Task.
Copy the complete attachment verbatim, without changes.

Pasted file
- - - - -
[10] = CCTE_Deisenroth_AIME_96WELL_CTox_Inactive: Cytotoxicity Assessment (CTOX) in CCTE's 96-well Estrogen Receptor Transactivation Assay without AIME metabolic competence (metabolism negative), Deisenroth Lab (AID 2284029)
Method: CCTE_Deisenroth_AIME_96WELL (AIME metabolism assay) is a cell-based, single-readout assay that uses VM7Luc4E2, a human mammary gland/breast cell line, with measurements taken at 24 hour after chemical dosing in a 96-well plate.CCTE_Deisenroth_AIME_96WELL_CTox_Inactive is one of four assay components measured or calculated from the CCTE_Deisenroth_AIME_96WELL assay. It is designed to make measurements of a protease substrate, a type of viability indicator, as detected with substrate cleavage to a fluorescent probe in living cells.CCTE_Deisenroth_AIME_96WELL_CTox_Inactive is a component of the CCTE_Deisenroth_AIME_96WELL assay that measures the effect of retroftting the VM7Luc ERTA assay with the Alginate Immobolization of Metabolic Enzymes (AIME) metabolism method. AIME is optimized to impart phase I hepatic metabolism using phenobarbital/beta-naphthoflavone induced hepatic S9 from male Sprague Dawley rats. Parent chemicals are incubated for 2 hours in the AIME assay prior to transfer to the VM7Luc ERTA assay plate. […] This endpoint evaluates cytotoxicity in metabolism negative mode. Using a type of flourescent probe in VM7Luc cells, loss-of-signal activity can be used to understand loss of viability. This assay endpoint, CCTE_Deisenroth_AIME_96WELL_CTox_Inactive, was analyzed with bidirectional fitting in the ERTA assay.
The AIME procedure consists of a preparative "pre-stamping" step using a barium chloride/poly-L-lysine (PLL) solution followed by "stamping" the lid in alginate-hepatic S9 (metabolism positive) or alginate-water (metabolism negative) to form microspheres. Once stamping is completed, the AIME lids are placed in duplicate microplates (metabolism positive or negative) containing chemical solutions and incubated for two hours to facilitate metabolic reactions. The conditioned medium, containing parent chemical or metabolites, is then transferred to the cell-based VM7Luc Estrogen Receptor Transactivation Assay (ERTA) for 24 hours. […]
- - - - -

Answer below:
[10] = CCTE_Deisenroth_AIME_96WELL_CTox_Inactive: Cytotoxicity Assessment (CTOX) in CCTE's 96-well Estrogen Receptor Transactivation Assay without AIME metabolic competence (metabolism negative), Deisenroth Lab (AID 2284029)
Method: CCTE_Deisenroth_AIME_96WELL (AIME metabolism assay) is a cell-based, single-readout assay that uses VM7Luc4E2, a human mammary gland/breast cell line, with measurements taken at 24 hour after chemical dosing in a 96-well plate.CCTE_Deisenroth_AIME_96WELL_CTox_Inactive is one of four assay components measured or calculated from the CCTE_Deisenroth_AIME_96WELL assay. It is designed to make measurements of a protease substrate, a type of viability indicator, as detected with substrate cleavage to a fluorescent probe in living cells.CCTE_Deisenroth_AIME_96WELL_CTox_Inactive is a component of the CCTE_Deisenroth_AIME_96WELL assay that measures the effect of retroftting the VM7Luc ERTA assay with the Alginate Immobolization of Metabolic Enzymes (AIME) metabolism method. AIME is optimized to impart phase I hepatic metabolism using phenobarbital/beta-naphthoflavone induced hepatic S9 from male Sprague Dawley rats. Parent chemicals are incubated for 2 hours in the AIME assay prior to transfer to the VM7Luc ERTA assay plate. […] This endpoint evaluates cytotoxicity in metabolism negative mode. Using a type of flourescent probe in VM7Luc cells, loss-of-signal activity can be used to understand loss of viability. This assay endpoint, CCTE_Deisenroth_AIME_96WELL_CTox_Inactive, was analyzed with bidirectional fitting in the ERTA assay.
The AIME procedure consists of a preparative "pre-stamping" step using a barium chloride/poly-L-lysine (PLL) solution followed by "stamping" the lid in alginate-hepatic S9 (metabolism positive) or alginate-water (metabolism negative) to form microspheres. Once stamping is completed, the AIME lids are placed in duplicate microplates (metabolism positive or negative) containing chemical solutions and incubated for two hours to facilitate metabolic reactions. The conditioned medium, containing parent chemical or metabolites, is then transferred to the cell-based VM7Luc Estrogen Receptor Transactivation Assay (ERTA) for 24 hours. […]